I became a working character actor here in Hollywood and never went back to New York. When you audition for commercials in Manhattan you see all your friends because “Madison Avenue” is a concentrated area and you are so close you could stab or shoot your competition and be the only one at final callback. You chat on the elevators and sometimes are asked to wait until there are only three of you and you know somebody of the three will not be asked to leave. You stop by the ladies room and have a cry if you are asked to leave and know there is always tomorrow.

You can never audition for Broadway if you do commercials because you would never be free to make curtain call. You begin early on commercials and shot late. The longest commercial I ever shot was for Simmons mattress it lasted four days because they had to shoot it from the ceiling to show us wrestling like professional wrestlers on the mattress. Too bad the guy playing my husband was married.

A character actor comes on the set and you don’t know anybody. Like, every Halloween I’m the witch on reruns of “Happy Days”. Fonzie had to lead me around because I wore an eye patch and Henry Winkler is as funnier off screen than on and that cast was the most fun group you can imagine. Soap operas aren’t as much fun to do even when you are a running character because there is no “table reading” you just get the script delivered, memorize it and go in, only see the people you are in the scene with, shoot it, and go home.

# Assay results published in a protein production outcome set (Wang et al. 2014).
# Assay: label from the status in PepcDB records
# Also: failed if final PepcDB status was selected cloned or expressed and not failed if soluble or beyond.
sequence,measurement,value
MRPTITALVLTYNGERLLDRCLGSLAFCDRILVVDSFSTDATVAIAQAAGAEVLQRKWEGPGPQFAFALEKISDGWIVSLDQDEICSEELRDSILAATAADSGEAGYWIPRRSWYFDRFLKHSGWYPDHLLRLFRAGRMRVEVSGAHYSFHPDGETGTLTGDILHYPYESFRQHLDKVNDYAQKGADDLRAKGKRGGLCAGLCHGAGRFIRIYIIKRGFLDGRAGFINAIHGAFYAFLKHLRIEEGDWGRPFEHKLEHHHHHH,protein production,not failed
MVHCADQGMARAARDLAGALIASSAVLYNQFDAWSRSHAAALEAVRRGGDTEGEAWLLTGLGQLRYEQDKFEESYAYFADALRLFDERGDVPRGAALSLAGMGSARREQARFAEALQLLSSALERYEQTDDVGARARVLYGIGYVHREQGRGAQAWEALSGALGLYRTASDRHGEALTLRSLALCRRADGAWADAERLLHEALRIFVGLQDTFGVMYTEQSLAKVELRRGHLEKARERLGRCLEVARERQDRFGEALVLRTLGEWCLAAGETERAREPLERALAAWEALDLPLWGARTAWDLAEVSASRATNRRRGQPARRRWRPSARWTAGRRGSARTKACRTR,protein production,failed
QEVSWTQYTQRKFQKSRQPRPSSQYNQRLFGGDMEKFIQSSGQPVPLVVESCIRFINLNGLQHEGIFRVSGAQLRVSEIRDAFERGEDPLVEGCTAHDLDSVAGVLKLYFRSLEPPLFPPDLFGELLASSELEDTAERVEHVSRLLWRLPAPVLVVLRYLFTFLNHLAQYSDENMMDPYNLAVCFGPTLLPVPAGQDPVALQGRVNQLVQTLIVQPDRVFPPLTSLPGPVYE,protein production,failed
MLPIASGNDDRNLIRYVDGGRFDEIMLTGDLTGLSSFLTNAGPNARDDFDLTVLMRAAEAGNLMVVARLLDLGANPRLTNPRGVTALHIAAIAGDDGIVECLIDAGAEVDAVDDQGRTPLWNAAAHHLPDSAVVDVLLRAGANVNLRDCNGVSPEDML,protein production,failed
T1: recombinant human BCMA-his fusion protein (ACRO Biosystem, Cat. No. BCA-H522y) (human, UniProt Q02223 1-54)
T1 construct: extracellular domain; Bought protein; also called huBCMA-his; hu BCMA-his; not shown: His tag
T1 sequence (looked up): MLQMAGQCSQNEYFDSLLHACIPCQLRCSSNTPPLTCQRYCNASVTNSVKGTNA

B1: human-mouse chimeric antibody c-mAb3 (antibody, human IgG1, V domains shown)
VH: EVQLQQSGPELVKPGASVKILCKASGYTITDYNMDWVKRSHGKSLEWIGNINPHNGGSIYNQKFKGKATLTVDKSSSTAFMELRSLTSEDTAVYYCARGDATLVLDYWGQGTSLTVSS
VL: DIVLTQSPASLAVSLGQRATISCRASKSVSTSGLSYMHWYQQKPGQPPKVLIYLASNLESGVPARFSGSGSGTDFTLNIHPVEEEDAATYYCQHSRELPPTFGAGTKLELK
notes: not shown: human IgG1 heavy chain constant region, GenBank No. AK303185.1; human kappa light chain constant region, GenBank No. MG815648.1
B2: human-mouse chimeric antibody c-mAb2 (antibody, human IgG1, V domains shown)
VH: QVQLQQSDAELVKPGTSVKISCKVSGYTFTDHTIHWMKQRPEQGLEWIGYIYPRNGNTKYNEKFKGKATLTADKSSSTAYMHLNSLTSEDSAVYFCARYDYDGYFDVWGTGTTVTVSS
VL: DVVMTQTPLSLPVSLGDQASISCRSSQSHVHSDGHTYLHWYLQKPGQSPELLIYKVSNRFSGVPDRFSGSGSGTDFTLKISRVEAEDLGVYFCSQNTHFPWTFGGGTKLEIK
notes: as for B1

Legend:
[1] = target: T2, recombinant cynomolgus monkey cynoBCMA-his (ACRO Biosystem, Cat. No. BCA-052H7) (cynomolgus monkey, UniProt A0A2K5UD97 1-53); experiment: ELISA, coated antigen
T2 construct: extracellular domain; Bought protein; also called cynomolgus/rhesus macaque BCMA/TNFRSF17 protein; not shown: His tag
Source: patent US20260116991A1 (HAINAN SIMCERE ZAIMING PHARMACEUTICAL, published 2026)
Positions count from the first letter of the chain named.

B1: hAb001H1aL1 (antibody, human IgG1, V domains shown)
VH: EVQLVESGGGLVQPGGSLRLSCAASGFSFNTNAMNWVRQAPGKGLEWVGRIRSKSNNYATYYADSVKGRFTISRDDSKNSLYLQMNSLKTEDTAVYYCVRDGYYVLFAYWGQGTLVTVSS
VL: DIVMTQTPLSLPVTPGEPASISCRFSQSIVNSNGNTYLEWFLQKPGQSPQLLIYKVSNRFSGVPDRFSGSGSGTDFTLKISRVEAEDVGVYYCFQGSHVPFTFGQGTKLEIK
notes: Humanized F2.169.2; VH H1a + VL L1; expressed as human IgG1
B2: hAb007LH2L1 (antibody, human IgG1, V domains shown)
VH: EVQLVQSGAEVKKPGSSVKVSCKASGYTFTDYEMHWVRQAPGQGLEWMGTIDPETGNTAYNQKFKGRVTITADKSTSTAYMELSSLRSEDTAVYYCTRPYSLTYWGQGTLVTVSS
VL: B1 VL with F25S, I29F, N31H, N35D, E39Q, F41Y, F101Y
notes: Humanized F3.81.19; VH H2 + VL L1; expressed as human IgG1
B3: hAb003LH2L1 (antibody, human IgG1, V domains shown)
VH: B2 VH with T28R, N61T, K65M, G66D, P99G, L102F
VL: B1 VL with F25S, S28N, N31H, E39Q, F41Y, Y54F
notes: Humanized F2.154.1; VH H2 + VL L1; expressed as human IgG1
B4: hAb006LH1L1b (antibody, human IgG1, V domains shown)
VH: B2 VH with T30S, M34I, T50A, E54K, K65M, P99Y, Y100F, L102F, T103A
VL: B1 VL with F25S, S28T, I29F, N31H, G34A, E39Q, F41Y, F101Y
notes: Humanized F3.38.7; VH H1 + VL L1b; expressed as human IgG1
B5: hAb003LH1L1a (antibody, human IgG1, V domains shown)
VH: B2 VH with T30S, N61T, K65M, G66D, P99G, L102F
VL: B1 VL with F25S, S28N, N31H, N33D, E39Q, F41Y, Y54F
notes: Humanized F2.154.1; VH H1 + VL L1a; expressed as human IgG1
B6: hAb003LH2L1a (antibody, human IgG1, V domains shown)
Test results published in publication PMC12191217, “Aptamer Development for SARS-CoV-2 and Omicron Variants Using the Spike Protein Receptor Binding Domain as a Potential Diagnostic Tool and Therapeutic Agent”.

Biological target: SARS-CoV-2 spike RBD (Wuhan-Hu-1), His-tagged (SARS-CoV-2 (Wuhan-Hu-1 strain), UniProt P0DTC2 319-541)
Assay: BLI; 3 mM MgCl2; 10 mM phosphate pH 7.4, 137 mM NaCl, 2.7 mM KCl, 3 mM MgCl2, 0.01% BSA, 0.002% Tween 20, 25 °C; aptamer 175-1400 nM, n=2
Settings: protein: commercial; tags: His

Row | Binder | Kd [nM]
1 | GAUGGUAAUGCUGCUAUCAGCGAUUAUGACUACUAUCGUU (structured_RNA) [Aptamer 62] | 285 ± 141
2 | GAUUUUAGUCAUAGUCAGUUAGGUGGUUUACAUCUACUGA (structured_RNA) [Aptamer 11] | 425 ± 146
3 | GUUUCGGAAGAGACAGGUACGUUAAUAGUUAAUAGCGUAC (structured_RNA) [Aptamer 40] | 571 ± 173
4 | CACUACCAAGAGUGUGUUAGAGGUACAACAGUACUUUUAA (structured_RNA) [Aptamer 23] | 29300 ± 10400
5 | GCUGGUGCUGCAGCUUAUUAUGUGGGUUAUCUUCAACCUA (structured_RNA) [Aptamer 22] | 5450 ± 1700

I think the most exciting job I ever had was two years on a hidden camera show, “Totally Hidden Video,” very similar to “Candid Camera” but a different title. I crashed in a hot air balloon, found an elephant in my swimming pool and …you get the idea. It has been a glorious time being an actress. If you’d like to know more about me, my guest essays appear on The Spirited Woman and The Last Sunday Writers Blog.

5 Responses to “Featured “Couplets” Poet: Mary Rose Betten”

  1. Lynne Lemon says:

    What a fascinating interview.  Interesting anectdotes, beautifully told.  Nice to read of Mary Rose's adventures and enjoy the end result: lively, interesting poetry!

  2. [...] Featured “Couplets” Poet: Mary Rose Betten (at Christina Nguyen’s A wish for the sky…) [...]

    [WORDPRESS HASHCASH] The comment’s server IP (2607:f298:1:105::f7b:f6e9) doesn’t match the comment’s URL host IP ( and so is spam.

  3. [...] April 2012: Featured “Couplets” Poet: Mary Rose Betten (at Christina Nguyen’s A wish for the [...]

    [WORDPRESS HASHCASH] The comment’s server IP (2607:f298:1:105::f7b:f6e9) doesn’t match the comment’s URL host IP ( and so is spam.

  4. Nancy Mills says:

    Mary Rose Betten is a genius. So very talented, her words literally rock the universe. Thank you Mary Rose for being you. Nancy Mills, Publisher of The Spirited Woman. 

  5. Mindee Gonzalez says:

    Mary Rose’s writing and poetry enables the reader to step into her shoes. So incredibly honest and heartfelt are her writings.

RSS feed for comments on this post. And trackBack URL.

Leave a Reply